BOSTON —With the state budget stalemate between Democratic leaders now spilling into the second half of July, Gov. Charlie Baker met privately with House Speaker Robert DeLeo in his office on Thursday morning and said he spoke with other legislators throughout the day, leaving him “more optimistic” that a compromise could be near.
Baker has not yet said whether he’ll heed the House speaker’s call for him to file another spending bill to fund the government through August, and told the News Service on his way to an event in Brighton on Thursday that he’d prefer not to have to file such a bill.
Baker was reluctant to discuss the specifics wof his meeting with DeLeo, but said, “I’ve talked to a lot of people in the Legislature today about the budget and I’m feeling a little more optimistic than I was on Monday that this might all get resolved.”
Asked if he planned to file a second interim budget, Baker said, “No, not if I don’t have to.”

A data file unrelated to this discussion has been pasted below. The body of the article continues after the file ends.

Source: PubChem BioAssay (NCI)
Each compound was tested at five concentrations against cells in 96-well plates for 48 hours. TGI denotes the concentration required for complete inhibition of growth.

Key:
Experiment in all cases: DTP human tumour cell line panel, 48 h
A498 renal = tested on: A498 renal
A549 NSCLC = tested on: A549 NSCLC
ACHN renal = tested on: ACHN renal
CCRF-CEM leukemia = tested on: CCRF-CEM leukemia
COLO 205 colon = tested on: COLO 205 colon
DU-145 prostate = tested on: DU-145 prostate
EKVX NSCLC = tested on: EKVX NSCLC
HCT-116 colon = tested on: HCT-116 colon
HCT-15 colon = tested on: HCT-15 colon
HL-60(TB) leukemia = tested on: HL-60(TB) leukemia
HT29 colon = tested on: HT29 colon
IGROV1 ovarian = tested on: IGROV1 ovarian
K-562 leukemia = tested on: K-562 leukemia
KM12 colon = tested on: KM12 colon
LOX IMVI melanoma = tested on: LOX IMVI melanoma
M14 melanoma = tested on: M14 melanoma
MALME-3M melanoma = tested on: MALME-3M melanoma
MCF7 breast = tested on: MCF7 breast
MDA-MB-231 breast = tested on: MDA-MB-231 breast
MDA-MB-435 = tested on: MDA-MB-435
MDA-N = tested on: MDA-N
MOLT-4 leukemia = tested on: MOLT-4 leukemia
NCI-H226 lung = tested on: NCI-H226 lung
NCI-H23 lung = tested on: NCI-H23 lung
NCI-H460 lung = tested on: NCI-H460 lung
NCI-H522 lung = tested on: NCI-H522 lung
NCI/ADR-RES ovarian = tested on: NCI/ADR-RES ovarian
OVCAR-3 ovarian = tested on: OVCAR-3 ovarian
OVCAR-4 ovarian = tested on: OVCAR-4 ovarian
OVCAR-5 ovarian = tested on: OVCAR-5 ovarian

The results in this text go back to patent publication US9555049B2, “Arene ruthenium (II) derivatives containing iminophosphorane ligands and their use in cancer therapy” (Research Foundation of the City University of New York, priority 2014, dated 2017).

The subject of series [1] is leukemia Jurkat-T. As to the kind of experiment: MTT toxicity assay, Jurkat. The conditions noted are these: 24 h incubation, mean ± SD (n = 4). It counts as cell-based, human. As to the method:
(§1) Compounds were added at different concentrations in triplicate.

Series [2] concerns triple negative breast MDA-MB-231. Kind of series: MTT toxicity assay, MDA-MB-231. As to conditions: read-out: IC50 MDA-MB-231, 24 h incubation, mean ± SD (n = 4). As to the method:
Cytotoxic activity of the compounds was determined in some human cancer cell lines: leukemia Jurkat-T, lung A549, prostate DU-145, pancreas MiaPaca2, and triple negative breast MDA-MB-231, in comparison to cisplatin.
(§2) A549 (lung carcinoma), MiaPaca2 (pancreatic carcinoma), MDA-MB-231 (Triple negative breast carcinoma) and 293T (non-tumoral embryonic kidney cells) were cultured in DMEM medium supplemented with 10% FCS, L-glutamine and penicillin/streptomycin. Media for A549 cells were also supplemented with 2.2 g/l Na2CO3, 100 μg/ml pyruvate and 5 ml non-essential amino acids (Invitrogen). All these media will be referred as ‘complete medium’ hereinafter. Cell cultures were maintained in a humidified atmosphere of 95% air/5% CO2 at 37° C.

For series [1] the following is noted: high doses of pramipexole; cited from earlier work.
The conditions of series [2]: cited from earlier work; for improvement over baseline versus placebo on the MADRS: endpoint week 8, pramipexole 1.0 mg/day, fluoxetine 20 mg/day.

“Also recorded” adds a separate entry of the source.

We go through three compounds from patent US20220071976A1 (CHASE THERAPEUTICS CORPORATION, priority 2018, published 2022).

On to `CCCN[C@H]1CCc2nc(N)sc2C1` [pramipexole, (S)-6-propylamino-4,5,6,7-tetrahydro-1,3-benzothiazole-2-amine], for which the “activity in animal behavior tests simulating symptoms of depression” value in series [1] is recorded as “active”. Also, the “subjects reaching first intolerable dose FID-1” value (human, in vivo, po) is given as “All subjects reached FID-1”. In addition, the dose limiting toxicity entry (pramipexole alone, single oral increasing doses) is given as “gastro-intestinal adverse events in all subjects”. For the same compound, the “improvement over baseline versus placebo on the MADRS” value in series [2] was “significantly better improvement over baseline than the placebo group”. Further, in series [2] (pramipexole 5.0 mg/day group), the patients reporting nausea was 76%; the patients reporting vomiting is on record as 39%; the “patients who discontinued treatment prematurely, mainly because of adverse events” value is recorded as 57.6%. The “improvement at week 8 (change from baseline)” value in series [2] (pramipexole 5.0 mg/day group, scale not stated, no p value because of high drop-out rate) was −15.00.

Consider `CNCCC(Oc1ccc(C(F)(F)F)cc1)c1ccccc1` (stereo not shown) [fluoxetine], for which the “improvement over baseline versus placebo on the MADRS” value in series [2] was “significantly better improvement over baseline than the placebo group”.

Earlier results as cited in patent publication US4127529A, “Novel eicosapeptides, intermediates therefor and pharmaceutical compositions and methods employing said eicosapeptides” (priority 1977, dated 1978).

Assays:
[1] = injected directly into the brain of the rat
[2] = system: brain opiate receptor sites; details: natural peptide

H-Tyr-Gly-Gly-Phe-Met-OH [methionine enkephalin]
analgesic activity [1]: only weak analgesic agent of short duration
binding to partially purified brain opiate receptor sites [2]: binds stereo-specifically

DeLeo made the budget request of the governor on Monday after the two met along with Senate President Karen Spilka, sending a seemingly ominous signal about the state of negotiations between House and Senate Democrats by saying it would be “prudent for the Governor to file a 1/12th budget for August to ensure the Commonwealth’s fiscal obligations are met.”
While it’s unclear exactly when the $5 billion in spending authorizations for July will run out, Baker administration and other finance officials who have spoken to the News Service are in general agreement that if the budget impasse extends for any significant duration into August another interim budget will be necessary to cover the state’s expenses.
Both the House and Senate were meeting in informal sessions on Thursday, and it was unclear whether they planned to meet again on Friday. The widely held belief in the capitol is that negotiations between the House and Senate over pharmaceutical drug pricing controls have been one of the sticking points, if not the major obstacle, between the branches.
According to one official familiar with the state’s financial obligations, the first local aid payment to cities and towns in fiscal 2020 of $500 million is set to be made on July 31, and a roughly $380 million debt payment is owed in August. Those outlays are in addition to the state’s substantial payroll costs.
The state Comptroller’s Office, which tracks state spending daily on its website, indicated that $1.72 billion has been spent so far in fiscal 2020 as of Thursday. The bulk of that money has gone toward MassHealth and other health care programs, and debt payments.